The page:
Skaftafell is most known for the scenic Svartifoss, a basalt-columned waterfall at the base of Iceland’s largest glacier field. The hike to Svartifoss is as photogenic as the falls themselves. Plus, the rest of the mountainous park has more to offer than one marquee waterfall. It’s a worthwhile stop on a Ring Road tour.
I didn’t bother to show up at Skaftafell till about 9AM. If it’s a rainy day, there’s no point in catching the dawn light. So I slept in, enjoyed Skaftafell Hotel’s free breakfast and tossed my suitcase in the trunk.
Layout. The park is just a few miles off Rt. 1 (the turn-off is well marked) and there’s lots of parking. Once there, go to a kiosk at the Visitors Center to pay for parking. The Center is quite informative. A help desk, illustrations of the birds and beasts found in the area, stuff to buy, it’s all nicely done.
A big piece of the park is glacier and there are several companies located to the left of the parking lot that do tours each day. In addition, there are a number of hiking trails criss-crossing the non-glacier section of park, that long spit of land (above).
The rangers all seem to be total pros. The guy I spoke with gave me some good tips as to the more photogenic trails to take. The S2 trail goes to Svartifoss, S1 goes along the flatlands to the base of the glacier. S5 heads up a ridge for some great views.
The paved Svartifoss trail starts just left of the Visitor Center. It has a fair amount of vertical drop at first, then the trail levels out a bit. For me, things got interesting at a small bridge over a mountain stream. From the bridge, the view was nice but with too many branches and brambles to get a clean shot. So instead of following the crowd up to the marquee event, I found a path down and in front of the bridge.
From here I was close to the stream and some good foreground choices. With a 15-35mm wide angle, the shot just fell into place.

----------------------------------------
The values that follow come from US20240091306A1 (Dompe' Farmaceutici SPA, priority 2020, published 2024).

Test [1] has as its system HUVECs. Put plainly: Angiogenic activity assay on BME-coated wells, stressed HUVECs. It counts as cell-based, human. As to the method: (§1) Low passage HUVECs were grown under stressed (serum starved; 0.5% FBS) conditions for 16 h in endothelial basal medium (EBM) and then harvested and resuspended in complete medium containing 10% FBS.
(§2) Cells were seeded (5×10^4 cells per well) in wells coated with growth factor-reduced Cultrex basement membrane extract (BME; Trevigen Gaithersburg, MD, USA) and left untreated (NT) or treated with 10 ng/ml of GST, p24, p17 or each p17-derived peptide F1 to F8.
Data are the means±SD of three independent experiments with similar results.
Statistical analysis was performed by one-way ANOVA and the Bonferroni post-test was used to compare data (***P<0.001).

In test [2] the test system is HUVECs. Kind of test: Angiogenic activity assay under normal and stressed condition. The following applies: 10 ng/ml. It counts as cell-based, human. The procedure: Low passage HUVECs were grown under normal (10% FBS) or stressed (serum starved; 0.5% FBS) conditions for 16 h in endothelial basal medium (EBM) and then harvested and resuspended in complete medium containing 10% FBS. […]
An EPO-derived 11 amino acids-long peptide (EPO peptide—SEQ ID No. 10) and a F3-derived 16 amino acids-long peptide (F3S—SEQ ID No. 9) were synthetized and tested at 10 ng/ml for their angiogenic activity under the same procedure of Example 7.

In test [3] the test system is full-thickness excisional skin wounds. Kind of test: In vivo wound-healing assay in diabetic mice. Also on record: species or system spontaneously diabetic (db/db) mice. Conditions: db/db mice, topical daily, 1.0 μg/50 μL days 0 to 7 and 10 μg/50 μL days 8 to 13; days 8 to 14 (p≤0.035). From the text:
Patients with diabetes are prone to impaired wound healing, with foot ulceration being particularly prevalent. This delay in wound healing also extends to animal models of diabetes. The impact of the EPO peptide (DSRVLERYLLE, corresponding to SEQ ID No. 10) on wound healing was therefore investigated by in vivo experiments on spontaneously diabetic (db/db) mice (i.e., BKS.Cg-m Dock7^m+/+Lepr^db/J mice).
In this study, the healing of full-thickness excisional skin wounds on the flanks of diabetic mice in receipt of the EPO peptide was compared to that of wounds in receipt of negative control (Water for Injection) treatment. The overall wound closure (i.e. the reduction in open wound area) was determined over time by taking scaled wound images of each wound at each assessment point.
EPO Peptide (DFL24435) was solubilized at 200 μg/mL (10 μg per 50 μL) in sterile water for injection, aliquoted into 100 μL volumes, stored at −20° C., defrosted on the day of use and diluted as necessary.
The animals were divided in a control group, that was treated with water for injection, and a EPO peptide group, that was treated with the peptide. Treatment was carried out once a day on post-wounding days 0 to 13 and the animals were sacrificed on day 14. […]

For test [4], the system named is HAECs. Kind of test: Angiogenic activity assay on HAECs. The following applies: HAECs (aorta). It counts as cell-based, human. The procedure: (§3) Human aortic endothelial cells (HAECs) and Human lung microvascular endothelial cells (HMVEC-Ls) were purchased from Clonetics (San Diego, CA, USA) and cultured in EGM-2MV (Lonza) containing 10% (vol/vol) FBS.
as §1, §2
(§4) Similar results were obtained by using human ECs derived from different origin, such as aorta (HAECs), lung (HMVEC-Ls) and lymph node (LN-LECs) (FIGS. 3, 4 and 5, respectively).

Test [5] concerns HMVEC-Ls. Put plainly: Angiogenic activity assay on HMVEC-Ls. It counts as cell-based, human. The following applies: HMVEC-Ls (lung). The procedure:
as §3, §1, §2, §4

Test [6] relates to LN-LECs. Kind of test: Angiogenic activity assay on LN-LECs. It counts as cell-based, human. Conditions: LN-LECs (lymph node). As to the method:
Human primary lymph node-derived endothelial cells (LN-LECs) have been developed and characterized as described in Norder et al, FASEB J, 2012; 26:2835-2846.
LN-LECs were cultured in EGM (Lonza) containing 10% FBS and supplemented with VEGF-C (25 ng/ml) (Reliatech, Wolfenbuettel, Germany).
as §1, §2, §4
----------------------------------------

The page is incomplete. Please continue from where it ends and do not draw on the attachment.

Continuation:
By now it was raining again so I grabbed the poncho from my day pack. After a bit more vertical, the terrain levels and gets scenic. Off to the left there are a couple of overlooks, for Hundafoss and Magnusarfoss. (Foss means waterfall.) Both falls have lots of vegetation so getting a clean photo is tricky. This one turned out OK.
Not long after these waterfalls, you can see Svartifoss up valley.
Most images you see of Svartifoss are taken from either that bridge or along the creek. Here I preferred to include more of the valley. Part of that was just the situation. The vegetation was just starting to take on that red-brown spring coloring. Plus from higher up, the valley, bridge, mountains behind become part of a context that humans are a tiny part of. These images remind me of the old Chinese pen and ink watercolors, travelers or a monk lost in a vast landscape.
But here’s an example of a more standard Svartifoss landscape shot from below.
The waterfall and the basalt columns are a more central part of the image from this viewpoint. But the creek itself is visually busy with all the boulders. If I do a 500px search for Svartifoss, the images that hold my attention are mostly the long exposure ones. Doing a longer exposure here would have hidden some of the busyness in the creek behind the gossamer texture. Who know, maybe I would have liked my creek level shots more with a 2-3 minute exposure.
I made one final discovery walking back. The Svartifoss creek and the trail were perfect leading lines for a photo of the entire area.
Tip: There’s a nice cafeteria next to the Visitors Center that’s a good value (by Iceland standards) and a great place to chill after a hike to a waterfall.